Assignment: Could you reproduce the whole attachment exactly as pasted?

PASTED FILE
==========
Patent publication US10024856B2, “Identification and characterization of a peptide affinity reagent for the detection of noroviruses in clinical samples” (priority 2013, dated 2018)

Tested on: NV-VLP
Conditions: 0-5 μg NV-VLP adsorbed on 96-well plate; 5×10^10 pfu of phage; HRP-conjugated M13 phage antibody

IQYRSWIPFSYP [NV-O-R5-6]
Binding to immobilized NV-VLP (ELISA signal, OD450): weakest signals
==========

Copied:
Patent publication US10024856B2, “Identification and characterization of a peptide affinity reagent for the detection of noroviruses in clinical samples” (priority 2013, dated 2018)

Tested on: NV-VLP
Conditions: 0-5 μg NV-VLP adsorbed on 96-well plate; 5×10^10 pfu of phage; HRP-conjugated M13 phage antibody

IQYRSWIPFSYP [NV-O-R5-6]
Binding to immobilized NV-VLP (ELISA signal, OD450): weakest signals